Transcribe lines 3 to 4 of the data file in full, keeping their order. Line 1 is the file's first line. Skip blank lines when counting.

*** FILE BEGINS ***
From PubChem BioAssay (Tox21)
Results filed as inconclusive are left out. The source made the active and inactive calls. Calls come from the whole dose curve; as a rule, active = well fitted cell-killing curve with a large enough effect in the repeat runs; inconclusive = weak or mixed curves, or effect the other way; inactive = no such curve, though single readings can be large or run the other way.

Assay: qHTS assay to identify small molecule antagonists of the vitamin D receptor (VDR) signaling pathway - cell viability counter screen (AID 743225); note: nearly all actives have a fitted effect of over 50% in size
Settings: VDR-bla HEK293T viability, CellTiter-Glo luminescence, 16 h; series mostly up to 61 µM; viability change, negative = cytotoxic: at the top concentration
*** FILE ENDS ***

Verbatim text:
Assay: qHTS assay to identify small molecule antagonists of the vitamin D receptor (VDR) signaling pathway - cell viability counter screen (AID 743225); note: nearly all actives have a fitted effect of over 50% in size
Settings: VDR-bla HEK293T viability, CellTiter-Glo luminescence, 16 h; series mostly up to 61 µM; viability change, negative = cytotoxic: at the top concentration